That said, the one commonality between comic horror and movie horror is that it simply won’t work when it’s relentless. There’s a reason “comic relief” is so-called: it clears the air like a smarmy palette-cleanser between creepy courses, and makes the next episode of disturbia, or seriousness, or whatever-it-is, all the more powerful.

It doesn’t even need to be comedy, really, spacing-out the heavier stuff. Action sequences perform precisely the same function – and "Extermination’s" full of those too. But the subject matter I was playing with was too delicious to avoid the comedy aspect – the chance to make a few wry observations about this weird little subgenre which has come to dominate western comics to such an extent that we close our eyes to its inherent daftness and suspend our disbelief beyond all reasonable limits. So, yeah, humour seemed the most sensible recourse.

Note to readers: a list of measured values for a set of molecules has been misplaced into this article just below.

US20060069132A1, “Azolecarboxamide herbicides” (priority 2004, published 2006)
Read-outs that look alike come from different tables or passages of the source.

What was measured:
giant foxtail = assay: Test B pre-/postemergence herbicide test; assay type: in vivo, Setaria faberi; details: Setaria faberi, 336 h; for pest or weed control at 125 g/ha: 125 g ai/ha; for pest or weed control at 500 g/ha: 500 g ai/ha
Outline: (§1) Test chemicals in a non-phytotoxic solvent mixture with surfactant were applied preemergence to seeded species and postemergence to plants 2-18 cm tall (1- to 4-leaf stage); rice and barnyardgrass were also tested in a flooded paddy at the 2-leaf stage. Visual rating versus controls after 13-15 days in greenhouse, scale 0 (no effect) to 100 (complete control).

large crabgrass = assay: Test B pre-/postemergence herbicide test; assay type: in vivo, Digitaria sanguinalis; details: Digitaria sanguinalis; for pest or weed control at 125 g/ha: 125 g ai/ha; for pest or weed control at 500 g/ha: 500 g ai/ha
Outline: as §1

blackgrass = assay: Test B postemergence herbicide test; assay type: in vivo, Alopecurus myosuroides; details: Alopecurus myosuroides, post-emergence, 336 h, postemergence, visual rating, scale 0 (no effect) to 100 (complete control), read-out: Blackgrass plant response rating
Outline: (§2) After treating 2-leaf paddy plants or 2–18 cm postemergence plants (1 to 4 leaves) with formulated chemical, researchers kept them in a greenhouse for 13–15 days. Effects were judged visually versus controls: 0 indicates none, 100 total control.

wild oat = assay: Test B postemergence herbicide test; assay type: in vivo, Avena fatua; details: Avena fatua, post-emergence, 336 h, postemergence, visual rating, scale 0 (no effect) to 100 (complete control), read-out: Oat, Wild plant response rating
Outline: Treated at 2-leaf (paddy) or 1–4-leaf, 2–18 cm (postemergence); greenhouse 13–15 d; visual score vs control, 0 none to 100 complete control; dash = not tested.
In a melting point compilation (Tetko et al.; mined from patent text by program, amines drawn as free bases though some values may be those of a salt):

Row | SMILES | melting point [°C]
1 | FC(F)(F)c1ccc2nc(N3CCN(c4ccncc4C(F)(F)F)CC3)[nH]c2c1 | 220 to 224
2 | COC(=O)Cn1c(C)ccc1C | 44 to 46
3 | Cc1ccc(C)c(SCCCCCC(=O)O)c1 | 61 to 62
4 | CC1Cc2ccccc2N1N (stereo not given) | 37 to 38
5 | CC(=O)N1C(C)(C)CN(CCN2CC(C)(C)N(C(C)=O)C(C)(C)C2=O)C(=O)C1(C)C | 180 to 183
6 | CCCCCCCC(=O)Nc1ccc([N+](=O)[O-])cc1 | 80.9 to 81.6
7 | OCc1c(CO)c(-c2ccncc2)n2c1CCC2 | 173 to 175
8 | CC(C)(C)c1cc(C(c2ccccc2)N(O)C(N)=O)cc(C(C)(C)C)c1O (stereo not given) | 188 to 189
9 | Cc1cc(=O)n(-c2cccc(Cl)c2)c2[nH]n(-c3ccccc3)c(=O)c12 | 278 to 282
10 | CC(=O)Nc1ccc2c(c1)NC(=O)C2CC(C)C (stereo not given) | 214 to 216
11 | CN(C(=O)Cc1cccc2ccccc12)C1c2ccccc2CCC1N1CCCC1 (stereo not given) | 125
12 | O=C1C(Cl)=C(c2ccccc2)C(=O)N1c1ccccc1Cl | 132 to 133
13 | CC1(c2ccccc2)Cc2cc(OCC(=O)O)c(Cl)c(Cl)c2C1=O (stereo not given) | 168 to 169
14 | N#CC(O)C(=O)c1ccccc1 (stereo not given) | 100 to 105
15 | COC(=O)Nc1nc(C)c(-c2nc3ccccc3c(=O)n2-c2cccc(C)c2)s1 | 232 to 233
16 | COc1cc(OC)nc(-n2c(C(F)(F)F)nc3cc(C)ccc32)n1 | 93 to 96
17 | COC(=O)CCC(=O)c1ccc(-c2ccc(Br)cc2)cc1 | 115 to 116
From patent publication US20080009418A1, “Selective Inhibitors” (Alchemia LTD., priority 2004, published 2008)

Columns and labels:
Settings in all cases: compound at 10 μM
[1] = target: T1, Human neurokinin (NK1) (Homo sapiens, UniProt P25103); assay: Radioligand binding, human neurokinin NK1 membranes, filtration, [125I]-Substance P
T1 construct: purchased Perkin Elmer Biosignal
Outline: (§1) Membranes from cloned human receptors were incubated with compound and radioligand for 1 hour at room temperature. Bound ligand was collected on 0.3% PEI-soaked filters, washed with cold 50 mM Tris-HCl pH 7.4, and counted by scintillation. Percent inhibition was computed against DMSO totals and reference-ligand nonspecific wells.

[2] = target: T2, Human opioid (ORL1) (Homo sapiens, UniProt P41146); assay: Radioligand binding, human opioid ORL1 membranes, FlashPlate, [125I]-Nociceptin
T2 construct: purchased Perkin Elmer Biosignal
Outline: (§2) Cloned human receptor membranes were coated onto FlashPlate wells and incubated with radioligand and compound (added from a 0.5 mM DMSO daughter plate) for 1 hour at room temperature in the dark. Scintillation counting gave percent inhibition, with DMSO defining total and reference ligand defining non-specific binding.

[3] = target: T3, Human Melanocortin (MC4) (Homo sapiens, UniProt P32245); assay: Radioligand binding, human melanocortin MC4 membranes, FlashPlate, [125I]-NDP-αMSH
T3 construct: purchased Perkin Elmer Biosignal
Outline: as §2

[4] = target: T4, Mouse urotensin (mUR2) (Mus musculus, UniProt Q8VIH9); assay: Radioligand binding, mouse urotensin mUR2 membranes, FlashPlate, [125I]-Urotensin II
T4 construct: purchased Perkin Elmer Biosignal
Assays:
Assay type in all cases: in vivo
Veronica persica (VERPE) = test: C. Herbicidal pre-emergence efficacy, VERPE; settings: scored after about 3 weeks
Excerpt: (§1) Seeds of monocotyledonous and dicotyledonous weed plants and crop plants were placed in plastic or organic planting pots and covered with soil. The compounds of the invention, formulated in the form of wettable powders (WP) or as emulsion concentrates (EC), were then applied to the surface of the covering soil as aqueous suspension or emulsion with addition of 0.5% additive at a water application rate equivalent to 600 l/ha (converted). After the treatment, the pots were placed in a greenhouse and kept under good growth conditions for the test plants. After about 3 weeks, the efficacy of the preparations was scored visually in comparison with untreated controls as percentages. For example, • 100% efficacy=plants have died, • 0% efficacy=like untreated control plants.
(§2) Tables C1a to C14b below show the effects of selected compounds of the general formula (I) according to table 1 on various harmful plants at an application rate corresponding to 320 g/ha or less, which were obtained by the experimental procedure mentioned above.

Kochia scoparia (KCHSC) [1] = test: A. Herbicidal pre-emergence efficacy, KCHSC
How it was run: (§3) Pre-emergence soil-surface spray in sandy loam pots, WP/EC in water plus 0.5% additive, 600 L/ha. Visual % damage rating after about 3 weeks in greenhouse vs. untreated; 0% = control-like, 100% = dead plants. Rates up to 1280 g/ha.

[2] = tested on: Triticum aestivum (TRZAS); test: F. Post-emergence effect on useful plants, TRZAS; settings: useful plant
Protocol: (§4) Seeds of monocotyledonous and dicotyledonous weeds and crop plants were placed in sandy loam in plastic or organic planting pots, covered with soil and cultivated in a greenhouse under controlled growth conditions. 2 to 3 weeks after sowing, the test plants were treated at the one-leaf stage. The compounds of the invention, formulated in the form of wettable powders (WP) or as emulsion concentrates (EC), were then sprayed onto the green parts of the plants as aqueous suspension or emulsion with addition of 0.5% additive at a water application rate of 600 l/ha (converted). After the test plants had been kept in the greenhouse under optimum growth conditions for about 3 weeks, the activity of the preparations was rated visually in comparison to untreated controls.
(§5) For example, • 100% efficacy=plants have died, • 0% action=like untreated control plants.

It’s also worth mentioning that I started writing "Extermination" off the back of the X-Club serial I did for Marvel. Arguably the most popular ingredient in that title was Doctor Nemesis: the X-Men’s resident bombastic snark-maestro and science-bastard. I found that I really enjoyed being able to write spandex action in a straightforward manner – with all the over-the-top sci-fi fun it entails – whilst still including in the mix a sarcastic shithead who cruelly editorialises about the insanity surrounding him. Even better were the moments when Said Sarcastic Shithead gets taken down a peg or two. So those were some of the snide ingredients I wanted to bring to "Extermination" too. For all that he’s technically “the villain”, Red Reaper seems (to start with) far more likeable, and far funnier, than his straightlaced hero companion.